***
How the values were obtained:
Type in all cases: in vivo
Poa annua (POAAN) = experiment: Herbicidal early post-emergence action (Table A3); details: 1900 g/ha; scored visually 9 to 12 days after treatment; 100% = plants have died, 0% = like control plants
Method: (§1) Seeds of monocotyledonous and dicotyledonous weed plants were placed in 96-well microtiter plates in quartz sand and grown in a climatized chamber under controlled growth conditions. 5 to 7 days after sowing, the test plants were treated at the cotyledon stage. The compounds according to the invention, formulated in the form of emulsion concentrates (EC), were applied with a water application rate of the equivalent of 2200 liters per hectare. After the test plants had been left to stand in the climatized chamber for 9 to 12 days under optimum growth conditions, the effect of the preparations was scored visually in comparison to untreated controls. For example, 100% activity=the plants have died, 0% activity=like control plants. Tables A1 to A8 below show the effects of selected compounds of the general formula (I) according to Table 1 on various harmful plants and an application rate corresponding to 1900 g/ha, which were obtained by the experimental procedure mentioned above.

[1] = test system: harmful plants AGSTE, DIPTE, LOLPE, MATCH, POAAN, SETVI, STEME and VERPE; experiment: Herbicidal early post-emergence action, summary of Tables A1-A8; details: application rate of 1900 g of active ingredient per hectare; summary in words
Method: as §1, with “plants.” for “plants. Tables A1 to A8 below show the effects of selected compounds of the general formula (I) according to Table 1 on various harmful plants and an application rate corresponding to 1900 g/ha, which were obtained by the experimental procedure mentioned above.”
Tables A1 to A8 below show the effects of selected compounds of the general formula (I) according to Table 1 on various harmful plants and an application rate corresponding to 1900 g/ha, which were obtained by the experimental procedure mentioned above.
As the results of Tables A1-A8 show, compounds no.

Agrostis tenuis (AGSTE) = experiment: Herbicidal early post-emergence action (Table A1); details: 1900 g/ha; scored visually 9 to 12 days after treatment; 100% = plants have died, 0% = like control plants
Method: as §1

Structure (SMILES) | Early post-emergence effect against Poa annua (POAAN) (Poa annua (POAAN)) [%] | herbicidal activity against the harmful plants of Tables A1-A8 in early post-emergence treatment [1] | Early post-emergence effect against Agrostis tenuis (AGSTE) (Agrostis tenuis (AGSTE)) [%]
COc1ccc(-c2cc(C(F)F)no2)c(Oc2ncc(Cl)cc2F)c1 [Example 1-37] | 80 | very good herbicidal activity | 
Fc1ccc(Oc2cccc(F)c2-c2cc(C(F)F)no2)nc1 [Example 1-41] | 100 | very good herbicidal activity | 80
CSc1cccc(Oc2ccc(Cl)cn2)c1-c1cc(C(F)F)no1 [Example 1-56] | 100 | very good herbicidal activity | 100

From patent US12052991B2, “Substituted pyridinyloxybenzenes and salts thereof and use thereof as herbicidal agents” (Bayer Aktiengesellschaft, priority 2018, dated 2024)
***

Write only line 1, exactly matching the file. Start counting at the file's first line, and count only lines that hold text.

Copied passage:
How the values were obtained: